By Donna Brazile, NEA Columnist
I've never thought of myself as having any special wisdom. But they say wisdom comes from experience, and sadly, I've had enough experience with flare-ups like Ferguson, Missouri, that wisdom has come unbidden.
I say "flare-up" because, like an ill-placed match, one event can ignite others, causing responses of outrage. Too often, though, the media spin rages out of control, fanning the flames and turning a flare-up into a firestorm.
In such cases, it helps to create what we might call a "rhetorical firewall": identifying the questions without presuming (often arrogantly) to know the answers beforehand.
So what questions are raised by the fatal shooting of Michael Brown, 18, black and unarmed, by police officer Darren Wilson?
The first question is, was there an improper use of deadly force? Michael Brown was unarmed and, according to the reports, his arms were raised in surrender.
This question can only be answered after an investigation by local, state and federal law enforcement officials. The focus must be on Wilson's actions, not Brown's status prior to the incident. (Had he been using marijuana? Had he stolen some cigars? Irrelevant -- particularly because the police officer had no apparent knowledge of Brown's past actions.)
There are procedures to insure transparency and accountability, and the citizens of Ferguson have a right to expect them to be followed. But an investigation, especially one that moves up the levels of government, may take time.
The second question is, unfortunately, racial: Were Michael Brown's civil rights violated because of his race?
Many in the media don't want to confront the fundamental disparity in our criminal justice system. But the evidence is overwhelming: There is a racial bias. Differences in clothing, language, culture or skin color should not affect the constitutional principle of "equal treatment under the law."
The racial divide -- and the continuing relevance of the question of race -- can be seen in the contrast between the government of Ferguson, Missouri, and the citizens it serves. The New York Times reports that Ferguson, though 67 percent black, has a white mayor, a school board of six white members and one Hispanic member, one black member on the City Council, and a police force that is only 6 percent black. That's not representative democracy.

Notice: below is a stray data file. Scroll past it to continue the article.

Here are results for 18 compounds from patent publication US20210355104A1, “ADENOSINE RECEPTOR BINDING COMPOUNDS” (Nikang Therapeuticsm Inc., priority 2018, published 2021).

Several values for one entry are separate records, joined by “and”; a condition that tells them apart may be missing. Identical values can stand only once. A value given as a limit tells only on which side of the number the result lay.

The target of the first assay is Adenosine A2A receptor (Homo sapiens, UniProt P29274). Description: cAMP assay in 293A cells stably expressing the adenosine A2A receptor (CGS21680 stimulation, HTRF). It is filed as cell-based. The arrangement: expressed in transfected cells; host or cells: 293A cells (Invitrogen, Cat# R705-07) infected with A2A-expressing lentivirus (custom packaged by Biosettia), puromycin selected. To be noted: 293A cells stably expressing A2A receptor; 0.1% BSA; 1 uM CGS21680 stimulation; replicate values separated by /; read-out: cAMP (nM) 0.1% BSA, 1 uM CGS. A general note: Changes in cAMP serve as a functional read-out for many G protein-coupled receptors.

The aftermath of the shooting of Michael Brown raises three questions of national significance, each of which raise larger social and political issues.
One: Should we militarize the local police? Two men who rarely concur agree the answer is no. President Obama said, "There is a big difference between our military and our local law enforcement, and we don't want those lines blurred."
Sen. Rand Paul of Kentucky said: "Soldiers and police are supposed to be different ... It's the difference between Audie Murphy and Andy Griffith. But nowadays, police are looking, and acting, more like soldiers than cops, with bad consequences." (Audie Murphy was the most decorated soldier in WWII; TV actor Andy Griffith played an even-tempered small town sheriff).
Policies and legislation need to be revised. Attitudes need to be examined. (Why does a small suburban community need a military-style tank?)
Two: What are the parameters, or limits, of the First Amendment? It guarantees "the right of the people peaceably to assemble, and to petition the government for a redress of grievances."
The people in Ferguson feel they have a valid petition to present to the government. They feel the use of deadly force was wrong. They want an open, fair and transparent investigation, and they want a guarantee the authorities will not do a cover-up or whitewash of Brown's death.
The protests in Ferguson have been boisterous but mostly peaceful. Yet hundreds of media reports from around the world have documented Ferguson citizens who are peacefully exercising their rights being jailed or tear-gassed. Ninety-year-old Holocaust survivor Hedy Epstein, petitioning for justice, was arrested.
Three: another First Amendment issue, freedom of speech and freedom of the press.
The Freedom of the Press Foundation has documented 16 arrests of reporters who were just doing their job. In one instance, reporter Wesley Lowery of The Washington Post and Ryan Reilly of Huffington Post were eating in McDonald's when arrested.
Professional journalists from Germany, Russia and Turkey were among those detained or arrested. The bad press is worldwide. In Ferguson, we are not living up to our principles, and everyone sees it.
When asking questions, root causes are important. This all came about because a white police officer fatally shot an unarmed young black man. Why does that matter? A colleague said he was asked: "When was the last time you read or heard about a black police officer shooting dead an unarmed white teenager?" That's why.
Still, I believe there has been a turning point in Ferguson. The visit by U.S. Attorney General Eric Holder let the citizens know the government has their back on liberties guaranteed by the Constitution. And something else that gave me a quiet hope: a picture in Newsweek of a young black male, John West, handing a rose to a broadly smiling police officer in Ferguson.
Yes, if we ask the right questions, and search for the answers together, there is hope. There's always hope.